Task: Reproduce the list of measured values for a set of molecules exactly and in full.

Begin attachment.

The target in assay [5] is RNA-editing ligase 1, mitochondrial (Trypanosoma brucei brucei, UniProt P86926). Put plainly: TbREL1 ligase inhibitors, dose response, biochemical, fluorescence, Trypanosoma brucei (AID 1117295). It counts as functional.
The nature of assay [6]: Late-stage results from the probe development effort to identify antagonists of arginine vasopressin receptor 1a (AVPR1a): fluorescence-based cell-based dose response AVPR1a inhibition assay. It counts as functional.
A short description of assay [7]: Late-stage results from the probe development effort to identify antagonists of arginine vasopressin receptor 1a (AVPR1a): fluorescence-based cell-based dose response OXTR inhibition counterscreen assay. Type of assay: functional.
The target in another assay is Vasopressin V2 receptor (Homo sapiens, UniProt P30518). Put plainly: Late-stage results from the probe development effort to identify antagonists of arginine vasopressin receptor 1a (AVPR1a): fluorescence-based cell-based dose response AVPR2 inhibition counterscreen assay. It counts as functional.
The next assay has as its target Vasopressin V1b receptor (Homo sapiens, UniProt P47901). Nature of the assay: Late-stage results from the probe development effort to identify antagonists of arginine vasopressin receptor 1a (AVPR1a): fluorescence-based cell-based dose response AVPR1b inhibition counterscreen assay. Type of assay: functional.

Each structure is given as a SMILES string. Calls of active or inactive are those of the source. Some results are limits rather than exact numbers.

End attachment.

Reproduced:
The target in assay [5] is RNA-editing ligase 1, mitochondrial (Trypanosoma brucei brucei, UniProt P86926). Put plainly: TbREL1 ligase inhibitors, dose response, biochemical, fluorescence, Trypanosoma brucei (AID 1117295). It counts as functional.
The nature of assay [6]: Late-stage results from the probe development effort to identify antagonists of arginine vasopressin receptor 1a (AVPR1a): fluorescence-based cell-based dose response AVPR1a inhibition assay. It counts as functional.
A short description of assay [7]: Late-stage results from the probe development effort to identify antagonists of arginine vasopressin receptor 1a (AVPR1a): fluorescence-based cell-based dose response OXTR inhibition counterscreen assay. Type of assay: functional.
The target in another assay is Vasopressin V2 receptor (Homo sapiens, UniProt P30518). Put plainly: Late-stage results from the probe development effort to identify antagonists of arginine vasopressin receptor 1a (AVPR1a): fluorescence-based cell-based dose response AVPR2 inhibition counterscreen assay. It counts as functional.
The next assay has as its target Vasopressin V1b receptor (Homo sapiens, UniProt P47901). Nature of the assay: Late-stage results from the probe development effort to identify antagonists of arginine vasopressin receptor 1a (AVPR1a): fluorescence-based cell-based dose response AVPR1b inhibition counterscreen assay. Type of assay: functional.

Each structure is given as a SMILES string. Calls of active or inactive are those of the source. Some results are limits rather than exact numbers.